British Capitalism has different interests again and therefore employs different methods to attain these ends. Having a long experience in the East, H.M. Government uses this superiority with telling effect against its rivals in the ring. For instance, probably realising that Dien Bien Phu was past help anyway, they refused any co-operation with the American proposal to despatch without delay all possible air help to the French troops, but giving as their reason that they did not wish to jeopardise the Conference.

The American embargo on war materials to China was evaded by the British, according to American charges, by shipping these goods to the British colony of Hong Kong and then transferring them across the common frontier with China.

The British Capitalists have much invested in some of the countries of S.E. Asia but particularly in the mines and plantations of Malaya. Here there is guerrilla fighting with the adherents of the Communist Party among the large Chinese minority living in Malaya who have been trying to oust the British and seize power.. But the Chinese Communist Party has steadfastly refused to assist their comrades in Malaya in any way, although by reason of British diplomatic representation in Peking, they are entitled to establish consulates throughout Malaya. Consulates are recognised channels for assistance to fifth-columnists elsewhere. Perhaps it suits the Chinese not to take on a venture in Malaya which they are not sure will be successful. Failure would explode the carefully nurtured Communist legend of invincibility, that history is on their side, a policy of inevitability that counts so much with many Asiatics of a fatalistic turn of mind. But also Mao-tse-tung, being an Asiatic, evidently knows what is meant by a bargain and the British Capitalists are probably expecting that their services over the matter of wrecking the American proposal of air help to the French in Indo-China, and their recognition of the present regime in China, will be remembered when the time comes in the East to hand out trade contracts.

It is reported by some of those who have made a study of the subject that China has given no help to the Viet-minh. Whatever the latter have had from China has had to be paid for. The record of Chinese dealings with so-called Communist Parties in other countries of Asia seems to support this view. But nevertheless China has, at the least, a strategic interest in the outcome of the struggle in Indo-China. This country has access to Chinese territory through a common frontier and the Indo-China railway system extends into China for 300 miles. It would seem to be to China’s advantage to have a weak nationalist regime in Viet-nam rather than France and her powerful allies. China, the most experienced of all contestants, will probably make her weight felt to the greatest advantage.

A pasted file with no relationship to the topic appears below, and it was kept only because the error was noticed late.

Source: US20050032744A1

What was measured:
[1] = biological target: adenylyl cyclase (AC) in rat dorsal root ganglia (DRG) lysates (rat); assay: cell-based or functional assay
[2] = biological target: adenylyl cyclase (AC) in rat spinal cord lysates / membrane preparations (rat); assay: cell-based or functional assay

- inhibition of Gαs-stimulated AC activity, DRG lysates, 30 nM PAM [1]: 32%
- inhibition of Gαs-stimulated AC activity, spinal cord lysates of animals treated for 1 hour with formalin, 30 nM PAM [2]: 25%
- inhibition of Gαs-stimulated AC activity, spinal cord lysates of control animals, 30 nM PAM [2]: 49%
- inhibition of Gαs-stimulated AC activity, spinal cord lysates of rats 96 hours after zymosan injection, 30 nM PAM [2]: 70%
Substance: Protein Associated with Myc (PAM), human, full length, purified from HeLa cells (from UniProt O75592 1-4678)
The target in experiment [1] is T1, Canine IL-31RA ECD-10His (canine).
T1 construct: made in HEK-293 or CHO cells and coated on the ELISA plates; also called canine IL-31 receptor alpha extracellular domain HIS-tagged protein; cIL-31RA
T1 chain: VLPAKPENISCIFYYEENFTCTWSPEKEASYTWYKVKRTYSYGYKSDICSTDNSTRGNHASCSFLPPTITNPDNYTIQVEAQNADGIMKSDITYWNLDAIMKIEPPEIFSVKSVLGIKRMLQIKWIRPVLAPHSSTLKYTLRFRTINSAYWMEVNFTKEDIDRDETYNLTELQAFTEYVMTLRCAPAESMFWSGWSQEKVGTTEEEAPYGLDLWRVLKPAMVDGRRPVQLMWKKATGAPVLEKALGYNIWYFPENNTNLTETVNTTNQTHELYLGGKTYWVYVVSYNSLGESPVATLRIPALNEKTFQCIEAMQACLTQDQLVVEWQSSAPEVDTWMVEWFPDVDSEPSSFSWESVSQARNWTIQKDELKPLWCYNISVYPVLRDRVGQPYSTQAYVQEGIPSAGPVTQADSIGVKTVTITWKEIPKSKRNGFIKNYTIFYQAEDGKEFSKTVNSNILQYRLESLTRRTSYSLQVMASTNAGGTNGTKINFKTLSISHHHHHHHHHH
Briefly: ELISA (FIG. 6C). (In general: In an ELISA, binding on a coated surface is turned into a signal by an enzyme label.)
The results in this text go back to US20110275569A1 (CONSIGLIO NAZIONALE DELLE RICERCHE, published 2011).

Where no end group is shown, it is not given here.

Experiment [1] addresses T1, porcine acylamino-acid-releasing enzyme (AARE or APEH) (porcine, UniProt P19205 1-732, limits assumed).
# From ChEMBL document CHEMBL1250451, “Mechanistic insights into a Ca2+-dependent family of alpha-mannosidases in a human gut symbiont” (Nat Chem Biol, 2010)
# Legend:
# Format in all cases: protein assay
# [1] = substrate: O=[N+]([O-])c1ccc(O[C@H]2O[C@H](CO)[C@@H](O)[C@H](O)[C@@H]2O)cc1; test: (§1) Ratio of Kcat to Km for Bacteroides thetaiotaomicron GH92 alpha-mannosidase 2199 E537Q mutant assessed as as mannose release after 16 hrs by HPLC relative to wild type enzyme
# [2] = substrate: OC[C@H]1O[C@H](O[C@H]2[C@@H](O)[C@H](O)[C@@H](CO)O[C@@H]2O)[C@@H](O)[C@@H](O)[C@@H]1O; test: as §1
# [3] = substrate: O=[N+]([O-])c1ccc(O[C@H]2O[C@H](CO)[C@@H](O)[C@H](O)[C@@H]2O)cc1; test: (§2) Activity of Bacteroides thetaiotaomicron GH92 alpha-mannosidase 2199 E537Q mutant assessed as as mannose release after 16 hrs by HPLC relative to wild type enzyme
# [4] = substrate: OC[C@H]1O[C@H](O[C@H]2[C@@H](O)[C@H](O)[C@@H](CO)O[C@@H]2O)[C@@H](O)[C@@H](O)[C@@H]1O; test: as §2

The French
The French are the present holders of the title to exploit Indo-China, which title they have held since 1787. And what a prize they have! For this is a country of profitable mines and the lush countryside produces that valued contribution to Capitalist profits —cash crops—that is, rubber, tea, sugar, rice, coconuts, timber.

At Cam Pha in the north is the coalmine-owner’s dream come true. Here is a seam of anthracite coal of fantastic size lying on the surface, 300 ft wide, 370 ft. deep and over 20 miles long. All that the workers have to do is to shovel the coal into trucks. All the owners have to do is to take the profits. Ocean transport is available in that veritable fairyland of beauty-spots—the islet-studded Bay of Along.

Those who support French colonial policy in Indo-China could also point to the development that has taken place in Cochin China in the south.. In the last 60 years 4,800,000 acres of new land have been reclaimed for agriculture. Swamps have been drained and canals dug; 7 billion cubic feet of land were dredged. Fields under rice cultivation have increased from 912,000 acres in 1868 to 5,760,000 acres to-day. In other provinces even greater increases of land under cultivation has been noted. In all some 12 million acres of tillable soil has been added to the land of Indo-China.

From 1885 to 1940 France invested a total of 5,200 piastres in the country.

Apart from its intrinsic worth, Indo-China has a strategic value arising from its position as a peninsular athwart many of the trade routes to S.E. Asia.

Yet there are people who say that Indo-China is not worth fighting for!

The Workers enter the ring
But it is the workers who drain the swamps, grow the valuable crops and work the mines of Indo-China. It is also they who fight to protect French property which they have created by their own labour or to extend the rights of the rising Indo-China capitalists. But they are not represented at the Geneva Conference and their interests will not even be discussed. Whoever comes out on top in the struggle at Geneva the workers will still be the under-dogs. For them there will be no prize. It will not alter their class position in this capitalist jungle if the French are elbowed out by a native ruling-class.

The Socialist movement alone has a working-class policy which would give a knock-out blow to all of the exploiters and throw the whole lot of them out of the ring for all time. Then will the fullness of the earth and the valuable cultures of all peoples be freely avail- able for the whole of mankind. Socialists have a slogan which in its pithy way expresses our ideas—Workers of the world unite. You have only your chains to lose you have a world to win.

F. Offord